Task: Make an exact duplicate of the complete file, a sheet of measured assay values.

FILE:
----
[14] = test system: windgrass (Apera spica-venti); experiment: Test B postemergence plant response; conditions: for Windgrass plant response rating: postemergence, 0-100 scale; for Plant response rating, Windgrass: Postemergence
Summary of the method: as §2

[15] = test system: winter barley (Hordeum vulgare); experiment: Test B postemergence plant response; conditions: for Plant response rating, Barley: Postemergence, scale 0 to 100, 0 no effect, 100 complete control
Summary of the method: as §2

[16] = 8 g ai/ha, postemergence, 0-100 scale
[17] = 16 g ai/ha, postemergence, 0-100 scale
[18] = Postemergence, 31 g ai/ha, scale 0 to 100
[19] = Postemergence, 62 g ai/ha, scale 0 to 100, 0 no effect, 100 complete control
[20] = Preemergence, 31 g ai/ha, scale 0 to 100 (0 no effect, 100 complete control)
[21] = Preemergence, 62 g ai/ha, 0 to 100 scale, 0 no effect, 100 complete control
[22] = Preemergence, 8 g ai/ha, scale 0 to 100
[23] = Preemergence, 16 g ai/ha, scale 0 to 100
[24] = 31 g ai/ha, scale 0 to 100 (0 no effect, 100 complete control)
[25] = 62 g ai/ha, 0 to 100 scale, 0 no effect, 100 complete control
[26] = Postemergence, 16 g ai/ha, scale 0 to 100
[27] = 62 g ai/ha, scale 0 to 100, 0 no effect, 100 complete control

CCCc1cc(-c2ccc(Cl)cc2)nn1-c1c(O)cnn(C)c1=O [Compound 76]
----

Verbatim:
[14] = test system: windgrass (Apera spica-venti); experiment: Test B postemergence plant response; conditions: for Windgrass plant response rating: postemergence, 0-100 scale; for Plant response rating, Windgrass: Postemergence
Summary of the method: as §2

[15] = test system: winter barley (Hordeum vulgare); experiment: Test B postemergence plant response; conditions: for Plant response rating, Barley: Postemergence, scale 0 to 100, 0 no effect, 100 complete control
Summary of the method: as §2

[16] = 8 g ai/ha, postemergence, 0-100 scale
[17] = 16 g ai/ha, postemergence, 0-100 scale
[18] = Postemergence, 31 g ai/ha, scale 0 to 100
[19] = Postemergence, 62 g ai/ha, scale 0 to 100, 0 no effect, 100 complete control
[20] = Preemergence, 31 g ai/ha, scale 0 to 100 (0 no effect, 100 complete control)
[21] = Preemergence, 62 g ai/ha, 0 to 100 scale, 0 no effect, 100 complete control
[22] = Preemergence, 8 g ai/ha, scale 0 to 100
[23] = Preemergence, 16 g ai/ha, scale 0 to 100
[24] = 31 g ai/ha, scale 0 to 100 (0 no effect, 100 complete control)
[25] = 62 g ai/ha, 0 to 100 scale, 0 no effect, 100 complete control
[26] = Postemergence, 16 g ai/ha, scale 0 to 100
[27] = 62 g ai/ha, scale 0 to 100, 0 no effect, 100 complete control

CCCc1cc(-c2ccc(Cl)cc2)nn1-c1c(O)cnn(C)c1=O [Compound 76]